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But at Ruger, things continue to change and evolve for the better, so we’re going to take a closer look at the latest stable of offerings for this popular American icon.The Ruger 10/22 lineup has gone through more additions and subtractions since its introduction than a CPA firm during tax season.The “takedown” concept is even at the heart of the Ruger 22 Charger Takedown pistol, which is built on a 10/22 action in a dedicated pistol.RELATED STORY: Gun Review – The Ruger 77/17 Rifle in .17 WSM The secret to making the 10/22 Take-down work is its unique barrel-to-receiver joint that is adjustable for a perfect fit via a knurled, rotating friction knob.Out Of Sight The Takedown offers a trio of sighting options depending on your mission.The basic iron sights are the classic 10/22 front bead and a folding rear notch that is adjustable for elevation and windage.Ruger’s 10/22 Takedown: The Ultimate in Portable Plinking Precision Remove one takedown screw and the 10/22’s receiver and trigger group drop clear of the stock, making it easy to clean and maintain the rifle after a range session.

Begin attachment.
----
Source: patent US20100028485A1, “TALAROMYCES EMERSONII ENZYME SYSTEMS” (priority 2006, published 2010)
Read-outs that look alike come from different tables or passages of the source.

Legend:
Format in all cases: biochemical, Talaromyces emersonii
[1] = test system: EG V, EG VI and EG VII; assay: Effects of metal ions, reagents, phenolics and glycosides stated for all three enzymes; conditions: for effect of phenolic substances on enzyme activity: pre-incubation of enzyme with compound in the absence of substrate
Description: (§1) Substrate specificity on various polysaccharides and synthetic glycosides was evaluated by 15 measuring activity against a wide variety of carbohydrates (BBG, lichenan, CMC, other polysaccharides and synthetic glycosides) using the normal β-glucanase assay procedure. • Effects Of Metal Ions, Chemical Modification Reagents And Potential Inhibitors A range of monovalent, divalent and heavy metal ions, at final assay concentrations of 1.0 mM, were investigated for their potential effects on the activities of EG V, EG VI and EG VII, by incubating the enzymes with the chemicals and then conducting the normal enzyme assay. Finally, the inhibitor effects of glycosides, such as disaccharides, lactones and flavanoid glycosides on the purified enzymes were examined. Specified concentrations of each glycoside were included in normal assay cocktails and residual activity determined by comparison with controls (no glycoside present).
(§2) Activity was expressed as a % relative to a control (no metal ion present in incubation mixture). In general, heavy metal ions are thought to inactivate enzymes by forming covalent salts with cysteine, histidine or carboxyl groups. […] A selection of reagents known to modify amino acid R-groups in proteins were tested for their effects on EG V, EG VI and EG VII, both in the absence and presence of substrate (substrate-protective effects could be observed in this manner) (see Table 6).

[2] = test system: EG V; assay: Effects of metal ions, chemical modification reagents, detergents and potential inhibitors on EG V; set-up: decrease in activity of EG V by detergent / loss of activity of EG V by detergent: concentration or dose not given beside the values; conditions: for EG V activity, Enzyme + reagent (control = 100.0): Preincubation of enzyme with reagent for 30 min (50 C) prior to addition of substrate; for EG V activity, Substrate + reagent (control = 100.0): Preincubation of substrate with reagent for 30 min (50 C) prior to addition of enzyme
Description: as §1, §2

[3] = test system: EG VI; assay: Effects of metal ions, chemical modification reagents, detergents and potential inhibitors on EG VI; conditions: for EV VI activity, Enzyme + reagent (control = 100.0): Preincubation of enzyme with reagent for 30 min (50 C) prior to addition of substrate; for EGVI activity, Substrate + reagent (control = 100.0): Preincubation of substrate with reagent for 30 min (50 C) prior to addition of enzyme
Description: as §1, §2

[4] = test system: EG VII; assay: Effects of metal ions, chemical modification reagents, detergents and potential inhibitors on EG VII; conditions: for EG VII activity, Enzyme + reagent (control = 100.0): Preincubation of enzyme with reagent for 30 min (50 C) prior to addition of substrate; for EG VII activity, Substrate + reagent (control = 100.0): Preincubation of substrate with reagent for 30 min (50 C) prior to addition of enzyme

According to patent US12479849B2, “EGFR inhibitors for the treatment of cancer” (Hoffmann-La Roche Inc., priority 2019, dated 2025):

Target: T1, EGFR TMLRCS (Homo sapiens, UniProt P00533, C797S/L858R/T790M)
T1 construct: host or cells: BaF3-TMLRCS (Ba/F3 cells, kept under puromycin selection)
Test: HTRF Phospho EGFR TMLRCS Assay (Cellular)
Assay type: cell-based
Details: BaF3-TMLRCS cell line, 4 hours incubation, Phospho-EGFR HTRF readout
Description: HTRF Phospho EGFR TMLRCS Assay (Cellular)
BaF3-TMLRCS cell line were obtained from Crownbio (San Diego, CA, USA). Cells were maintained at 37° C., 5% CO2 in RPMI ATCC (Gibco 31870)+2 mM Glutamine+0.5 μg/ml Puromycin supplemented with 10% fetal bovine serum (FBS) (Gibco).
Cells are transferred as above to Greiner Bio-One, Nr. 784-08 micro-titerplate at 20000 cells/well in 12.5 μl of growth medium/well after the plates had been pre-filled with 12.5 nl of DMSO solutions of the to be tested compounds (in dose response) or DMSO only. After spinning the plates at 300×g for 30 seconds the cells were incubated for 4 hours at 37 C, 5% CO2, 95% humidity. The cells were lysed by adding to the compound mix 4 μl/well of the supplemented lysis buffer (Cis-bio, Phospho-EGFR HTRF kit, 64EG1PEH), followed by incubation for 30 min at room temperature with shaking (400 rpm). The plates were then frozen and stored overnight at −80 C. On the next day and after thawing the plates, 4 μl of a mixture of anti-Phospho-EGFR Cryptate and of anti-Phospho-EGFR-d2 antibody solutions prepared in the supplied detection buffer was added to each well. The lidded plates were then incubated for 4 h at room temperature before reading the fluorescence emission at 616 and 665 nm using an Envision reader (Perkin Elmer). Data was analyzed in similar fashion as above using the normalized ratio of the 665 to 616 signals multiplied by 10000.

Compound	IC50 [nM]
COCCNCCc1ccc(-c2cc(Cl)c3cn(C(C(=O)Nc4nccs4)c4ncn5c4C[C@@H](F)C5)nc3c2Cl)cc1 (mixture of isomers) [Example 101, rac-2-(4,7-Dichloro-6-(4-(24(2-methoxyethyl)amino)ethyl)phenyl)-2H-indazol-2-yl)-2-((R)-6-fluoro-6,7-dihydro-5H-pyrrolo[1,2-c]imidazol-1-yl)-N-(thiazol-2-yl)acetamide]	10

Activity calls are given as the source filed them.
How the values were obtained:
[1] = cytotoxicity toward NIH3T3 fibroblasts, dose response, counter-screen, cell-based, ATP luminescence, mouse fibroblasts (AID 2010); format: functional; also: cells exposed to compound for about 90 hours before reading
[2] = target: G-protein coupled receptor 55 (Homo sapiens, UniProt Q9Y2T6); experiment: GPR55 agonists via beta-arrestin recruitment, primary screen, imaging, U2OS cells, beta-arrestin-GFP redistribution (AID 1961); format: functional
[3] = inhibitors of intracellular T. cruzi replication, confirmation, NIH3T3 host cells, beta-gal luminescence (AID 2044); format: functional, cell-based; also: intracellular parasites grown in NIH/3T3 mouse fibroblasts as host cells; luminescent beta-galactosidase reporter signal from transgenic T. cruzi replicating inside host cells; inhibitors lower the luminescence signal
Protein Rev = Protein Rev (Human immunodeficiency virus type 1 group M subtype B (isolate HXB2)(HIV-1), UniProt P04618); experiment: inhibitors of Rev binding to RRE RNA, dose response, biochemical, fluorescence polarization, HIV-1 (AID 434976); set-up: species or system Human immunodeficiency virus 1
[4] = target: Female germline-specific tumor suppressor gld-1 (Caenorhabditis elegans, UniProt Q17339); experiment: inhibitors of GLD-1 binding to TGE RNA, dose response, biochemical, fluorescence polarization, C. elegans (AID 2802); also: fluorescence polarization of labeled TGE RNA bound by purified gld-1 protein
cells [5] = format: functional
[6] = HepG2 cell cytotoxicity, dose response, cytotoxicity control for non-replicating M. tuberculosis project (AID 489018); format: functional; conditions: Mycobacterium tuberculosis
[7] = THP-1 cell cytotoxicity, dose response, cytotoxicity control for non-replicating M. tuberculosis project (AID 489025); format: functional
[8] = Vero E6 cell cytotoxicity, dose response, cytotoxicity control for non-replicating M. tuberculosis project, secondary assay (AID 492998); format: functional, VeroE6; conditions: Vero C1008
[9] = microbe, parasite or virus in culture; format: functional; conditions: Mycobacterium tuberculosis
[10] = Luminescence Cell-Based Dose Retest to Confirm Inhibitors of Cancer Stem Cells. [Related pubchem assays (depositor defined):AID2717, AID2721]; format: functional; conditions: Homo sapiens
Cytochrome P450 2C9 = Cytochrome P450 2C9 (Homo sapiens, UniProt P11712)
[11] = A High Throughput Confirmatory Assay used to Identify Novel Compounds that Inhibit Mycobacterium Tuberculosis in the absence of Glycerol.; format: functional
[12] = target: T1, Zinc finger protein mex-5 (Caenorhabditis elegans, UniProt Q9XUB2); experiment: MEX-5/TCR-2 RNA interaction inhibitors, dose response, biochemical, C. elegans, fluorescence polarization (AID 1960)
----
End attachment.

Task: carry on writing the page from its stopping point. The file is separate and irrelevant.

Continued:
When I asked the owners about where they purchased these “unusual” Ruger 10/22s, the typical response was that they were special distributor models, available only from “Store X,” “Chain Y” or “Distributor Z.” I just had to find out more.
Although most of these models have been chambered in .22 LR, the period from 1999 through 2006 saw the inclusion of a .22 WMR flavor, which has since been discontinued.
The .22 WMR model featured a machined steel receiver that differed from its tamer .22 LR siblings, all of which have receivers made from cast aluminum alloy blocks.
Going strong for over 50 years, Ruger’s 10/22 has been offered in myriad shapes and sizes, with over 6 million sold since its introduction back in 1964.
I have owned at least a half-dozen 10/22s over the past three decades, including the Sporter, All-Weather Carbine, Target and Takedown models.